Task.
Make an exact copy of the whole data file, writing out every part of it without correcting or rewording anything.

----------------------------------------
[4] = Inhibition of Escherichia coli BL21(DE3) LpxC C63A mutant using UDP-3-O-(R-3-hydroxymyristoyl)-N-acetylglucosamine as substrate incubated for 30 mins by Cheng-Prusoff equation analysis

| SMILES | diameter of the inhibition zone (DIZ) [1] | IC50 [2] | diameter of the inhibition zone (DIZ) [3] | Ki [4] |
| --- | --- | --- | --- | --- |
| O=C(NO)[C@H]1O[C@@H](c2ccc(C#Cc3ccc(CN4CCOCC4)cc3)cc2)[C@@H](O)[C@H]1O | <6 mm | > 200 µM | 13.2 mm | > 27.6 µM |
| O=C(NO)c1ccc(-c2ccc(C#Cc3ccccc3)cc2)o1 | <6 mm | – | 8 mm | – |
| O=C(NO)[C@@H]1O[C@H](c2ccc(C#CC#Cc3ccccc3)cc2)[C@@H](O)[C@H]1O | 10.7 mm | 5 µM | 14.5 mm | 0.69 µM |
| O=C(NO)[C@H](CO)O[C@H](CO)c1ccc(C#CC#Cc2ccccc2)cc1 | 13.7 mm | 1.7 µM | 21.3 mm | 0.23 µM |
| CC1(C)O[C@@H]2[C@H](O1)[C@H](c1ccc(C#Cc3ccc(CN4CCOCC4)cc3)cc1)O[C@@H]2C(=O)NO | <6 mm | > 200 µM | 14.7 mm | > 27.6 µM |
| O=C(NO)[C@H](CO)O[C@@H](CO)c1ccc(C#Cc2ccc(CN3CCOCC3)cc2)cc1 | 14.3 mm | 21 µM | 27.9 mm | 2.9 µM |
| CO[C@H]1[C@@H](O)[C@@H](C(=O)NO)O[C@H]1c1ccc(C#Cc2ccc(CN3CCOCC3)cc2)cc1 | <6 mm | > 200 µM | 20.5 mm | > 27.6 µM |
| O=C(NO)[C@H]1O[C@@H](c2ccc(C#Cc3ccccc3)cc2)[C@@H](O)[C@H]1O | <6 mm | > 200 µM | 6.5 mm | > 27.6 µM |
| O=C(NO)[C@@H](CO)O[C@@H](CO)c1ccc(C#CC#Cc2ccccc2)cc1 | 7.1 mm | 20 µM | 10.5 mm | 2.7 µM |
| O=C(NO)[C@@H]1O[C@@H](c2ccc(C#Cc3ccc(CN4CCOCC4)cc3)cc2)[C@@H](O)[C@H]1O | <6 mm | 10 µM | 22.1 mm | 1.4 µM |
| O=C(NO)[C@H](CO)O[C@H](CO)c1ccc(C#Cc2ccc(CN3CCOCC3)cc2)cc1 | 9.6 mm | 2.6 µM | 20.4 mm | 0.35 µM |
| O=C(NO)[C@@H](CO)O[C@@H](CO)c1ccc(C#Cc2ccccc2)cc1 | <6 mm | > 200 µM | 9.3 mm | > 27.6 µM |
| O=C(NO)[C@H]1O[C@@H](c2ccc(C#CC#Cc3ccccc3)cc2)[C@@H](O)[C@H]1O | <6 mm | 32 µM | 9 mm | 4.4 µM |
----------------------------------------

[4] = Inhibition of Escherichia coli BL21(DE3) LpxC C63A mutant using UDP-3-O-(R-3-hydroxymyristoyl)-N-acetylglucosamine as substrate incubated for 30 mins by Cheng-Prusoff equation analysis

| SMILES | diameter of the inhibition zone (DIZ) [1] | IC50 [2] | diameter of the inhibition zone (DIZ) [3] | Ki [4] |
| --- | --- | --- | --- | --- |
| O=C(NO)[C@H]1O[C@@H](c2ccc(C#Cc3ccc(CN4CCOCC4)cc3)cc2)[C@@H](O)[C@H]1O | <6 mm | > 200 µM | 13.2 mm | > 27.6 µM |
| O=C(NO)c1ccc(-c2ccc(C#Cc3ccccc3)cc2)o1 | <6 mm | – | 8 mm | – |
| O=C(NO)[C@@H]1O[C@H](c2ccc(C#CC#Cc3ccccc3)cc2)[C@@H](O)[C@H]1O | 10.7 mm | 5 µM | 14.5 mm | 0.69 µM |
| O=C(NO)[C@H](CO)O[C@H](CO)c1ccc(C#CC#Cc2ccccc2)cc1 | 13.7 mm | 1.7 µM | 21.3 mm | 0.23 µM |
| CC1(C)O[C@@H]2[C@H](O1)[C@H](c1ccc(C#Cc3ccc(CN4CCOCC4)cc3)cc1)O[C@@H]2C(=O)NO | <6 mm | > 200 µM | 14.7 mm | > 27.6 µM |
| O=C(NO)[C@H](CO)O[C@@H](CO)c1ccc(C#Cc2ccc(CN3CCOCC3)cc2)cc1 | 14.3 mm | 21 µM | 27.9 mm | 2.9 µM |
| CO[C@H]1[C@@H](O)[C@@H](C(=O)NO)O[C@H]1c1ccc(C#Cc2ccc(CN3CCOCC3)cc2)cc1 | <6 mm | > 200 µM | 20.5 mm | > 27.6 µM |
| O=C(NO)[C@H]1O[C@@H](c2ccc(C#Cc3ccccc3)cc2)[C@@H](O)[C@H]1O | <6 mm | > 200 µM | 6.5 mm | > 27.6 µM |
| O=C(NO)[C@@H](CO)O[C@@H](CO)c1ccc(C#CC#Cc2ccccc2)cc1 | 7.1 mm | 20 µM | 10.5 mm | 2.7 µM |
| O=C(NO)[C@@H]1O[C@@H](c2ccc(C#Cc3ccc(CN4CCOCC4)cc3)cc2)[C@@H](O)[C@H]1O | <6 mm | 10 µM | 22.1 mm | 1.4 µM |
| O=C(NO)[C@H](CO)O[C@H](CO)c1ccc(C#Cc2ccc(CN3CCOCC3)cc2)cc1 | 9.6 mm | 2.6 µM | 20.4 mm | 0.35 µM |
| O=C(NO)[C@@H](CO)O[C@@H](CO)c1ccc(C#Cc2ccccc2)cc1 | <6 mm | > 200 µM | 9.3 mm | > 27.6 µM |
| O=C(NO)[C@H]1O[C@@H](c2ccc(C#CC#Cc3ccccc3)cc2)[C@@H](O)[C@H]1O | <6 mm | 32 µM | 9 mm | 4.4 µM |